These stories about how much tax the rich pay get a run out periodically. As you rightly say the “tax“ in question is always income tax which accounts for about a third of U.K. taxes. The articles always ignore the other 60-70% of taxes largely paid by the rest of us. About half of all U.K. government income comes from sources that are not directly income related. In fact the figure should be turned on its head. Why is income distribution so poor that so many people don’t earn enough to pay income tax ?

Edited by Virgil Caine
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22 minutes ago, Lightly Toasted said:

A few years back the top 1% of earners apparently paid 28% of income tax. 

https://www.dailymail.co.uk/news/article-2451686/Top-1-earners-pay-THIRD-income-tax-year.html

Of course income-based taxes are easier to analyse. Things like VAT and council tax would require surveys and estimating. I reckon the headline writers often use "tax" to mean "income tax".

Some total tax (not just income tax) figures for Canada. I expect the UK is pretty similar:

Families in the top 5 percent of earners pay 28.8 percent of all taxes and earn 22.8 percent of total income. Families in the top 10 percent pay 39.6 percentof all taxes and earn 33.1 percent of total income.”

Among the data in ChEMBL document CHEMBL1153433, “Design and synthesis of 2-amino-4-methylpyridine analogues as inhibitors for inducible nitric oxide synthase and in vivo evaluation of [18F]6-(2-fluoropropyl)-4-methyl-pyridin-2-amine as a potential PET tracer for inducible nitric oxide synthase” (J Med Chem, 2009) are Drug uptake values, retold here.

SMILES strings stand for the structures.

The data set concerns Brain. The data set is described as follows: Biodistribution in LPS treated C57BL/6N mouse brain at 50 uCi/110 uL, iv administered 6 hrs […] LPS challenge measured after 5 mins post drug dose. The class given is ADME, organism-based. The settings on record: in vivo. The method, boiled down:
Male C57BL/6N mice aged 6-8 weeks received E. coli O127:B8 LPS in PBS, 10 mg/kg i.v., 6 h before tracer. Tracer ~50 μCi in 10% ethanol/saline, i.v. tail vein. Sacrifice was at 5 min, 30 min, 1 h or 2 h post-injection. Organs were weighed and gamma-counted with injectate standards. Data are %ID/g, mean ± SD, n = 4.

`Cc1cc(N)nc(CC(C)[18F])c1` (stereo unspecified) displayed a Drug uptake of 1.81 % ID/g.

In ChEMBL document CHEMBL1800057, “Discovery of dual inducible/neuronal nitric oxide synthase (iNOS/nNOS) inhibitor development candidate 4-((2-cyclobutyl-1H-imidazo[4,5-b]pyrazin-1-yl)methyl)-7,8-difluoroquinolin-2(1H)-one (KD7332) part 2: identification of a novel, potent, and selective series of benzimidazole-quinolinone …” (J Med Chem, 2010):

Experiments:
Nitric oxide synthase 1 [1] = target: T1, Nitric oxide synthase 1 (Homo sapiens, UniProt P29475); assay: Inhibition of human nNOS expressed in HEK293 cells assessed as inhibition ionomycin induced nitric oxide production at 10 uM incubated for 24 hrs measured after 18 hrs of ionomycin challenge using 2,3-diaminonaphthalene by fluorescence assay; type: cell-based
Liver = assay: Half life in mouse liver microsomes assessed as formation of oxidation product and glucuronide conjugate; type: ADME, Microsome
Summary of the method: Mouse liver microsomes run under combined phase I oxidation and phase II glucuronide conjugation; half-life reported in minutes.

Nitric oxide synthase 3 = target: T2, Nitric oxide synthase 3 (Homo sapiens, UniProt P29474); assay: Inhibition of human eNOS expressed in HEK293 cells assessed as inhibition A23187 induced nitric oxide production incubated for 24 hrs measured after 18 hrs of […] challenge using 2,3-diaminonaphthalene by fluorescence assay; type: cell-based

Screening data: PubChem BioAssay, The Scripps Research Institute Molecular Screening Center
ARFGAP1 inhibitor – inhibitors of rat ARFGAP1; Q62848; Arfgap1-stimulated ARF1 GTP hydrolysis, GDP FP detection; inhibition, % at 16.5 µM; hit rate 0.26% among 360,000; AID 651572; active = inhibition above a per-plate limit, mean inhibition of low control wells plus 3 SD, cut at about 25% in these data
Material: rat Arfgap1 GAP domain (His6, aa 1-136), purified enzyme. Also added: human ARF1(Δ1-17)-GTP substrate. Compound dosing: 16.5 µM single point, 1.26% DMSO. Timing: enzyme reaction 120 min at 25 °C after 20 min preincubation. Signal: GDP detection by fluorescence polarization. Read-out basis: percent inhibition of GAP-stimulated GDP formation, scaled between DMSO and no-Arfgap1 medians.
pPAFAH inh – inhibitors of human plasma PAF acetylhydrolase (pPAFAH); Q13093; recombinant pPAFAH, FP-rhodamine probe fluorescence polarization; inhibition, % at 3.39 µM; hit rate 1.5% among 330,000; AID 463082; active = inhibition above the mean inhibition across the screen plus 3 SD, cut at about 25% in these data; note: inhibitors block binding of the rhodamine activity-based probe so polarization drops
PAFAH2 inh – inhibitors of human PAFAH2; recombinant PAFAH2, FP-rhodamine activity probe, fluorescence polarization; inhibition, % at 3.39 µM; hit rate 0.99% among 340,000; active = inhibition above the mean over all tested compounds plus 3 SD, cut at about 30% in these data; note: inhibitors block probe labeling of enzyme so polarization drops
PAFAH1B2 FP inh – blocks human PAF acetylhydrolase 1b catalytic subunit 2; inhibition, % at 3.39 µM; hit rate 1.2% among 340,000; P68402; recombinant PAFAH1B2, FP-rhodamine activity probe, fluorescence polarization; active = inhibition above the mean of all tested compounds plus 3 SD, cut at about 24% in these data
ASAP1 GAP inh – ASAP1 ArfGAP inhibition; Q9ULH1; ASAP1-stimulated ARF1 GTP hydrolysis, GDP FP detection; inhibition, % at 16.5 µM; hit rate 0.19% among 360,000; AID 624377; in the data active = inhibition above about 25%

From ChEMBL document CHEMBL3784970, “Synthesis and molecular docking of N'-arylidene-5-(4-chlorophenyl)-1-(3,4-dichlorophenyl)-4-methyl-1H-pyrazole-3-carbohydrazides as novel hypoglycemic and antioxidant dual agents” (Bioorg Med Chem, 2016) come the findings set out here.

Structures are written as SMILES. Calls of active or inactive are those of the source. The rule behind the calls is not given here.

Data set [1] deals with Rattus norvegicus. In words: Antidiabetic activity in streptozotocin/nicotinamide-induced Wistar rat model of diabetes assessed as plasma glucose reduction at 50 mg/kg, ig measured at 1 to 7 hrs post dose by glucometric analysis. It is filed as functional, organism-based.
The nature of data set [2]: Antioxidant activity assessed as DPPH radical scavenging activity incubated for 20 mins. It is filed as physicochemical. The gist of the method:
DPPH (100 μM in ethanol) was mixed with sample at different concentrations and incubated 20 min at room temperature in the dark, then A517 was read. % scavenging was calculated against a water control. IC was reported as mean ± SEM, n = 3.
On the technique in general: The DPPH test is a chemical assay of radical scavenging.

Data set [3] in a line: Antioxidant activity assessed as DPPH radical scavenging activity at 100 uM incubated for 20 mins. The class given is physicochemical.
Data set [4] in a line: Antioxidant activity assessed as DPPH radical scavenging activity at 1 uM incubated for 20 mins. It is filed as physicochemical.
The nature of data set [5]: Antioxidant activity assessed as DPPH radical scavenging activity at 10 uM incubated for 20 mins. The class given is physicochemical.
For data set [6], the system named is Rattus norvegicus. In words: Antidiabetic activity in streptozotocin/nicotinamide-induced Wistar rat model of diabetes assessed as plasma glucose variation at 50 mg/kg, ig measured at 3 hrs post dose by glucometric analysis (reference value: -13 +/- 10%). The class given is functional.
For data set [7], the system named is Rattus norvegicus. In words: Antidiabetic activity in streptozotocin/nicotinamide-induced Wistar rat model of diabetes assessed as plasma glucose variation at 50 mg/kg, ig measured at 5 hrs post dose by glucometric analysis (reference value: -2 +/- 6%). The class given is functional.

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17 minutes ago, TheBlueCat said:

Some total tax (not just income tax) figures for Canada. I expect the UK is pretty similar:

Families in the top 5 percent of earners pay 28.8 percent of all taxes and earn 22.8 percent of total income. Families in the top 10 percent pay 39.6 percentof all taxes and earn 33.1 percent of total income.”

 

How are property and inheritance  taxes calculated in Canada ?

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1 minute ago, Virgil Caine said:

How are property and inheritance  taxes calculated in Canada ?

Depends which components. Purchase taxes on property vary a lot depending where you are but go up to 3 or 4% in total (a lot more if you’re an overseas buyer in Ontario or BC). The equivalent of council tax is a percentage based annual charge - high end is more than the UK for sure. There is no inheritance tax at the moment but, at the point you croak, your assets are marked to market and, principle residence aside, your estate pays capital gains tax on it all. The same applies if you make gifts whilst you’re still alive.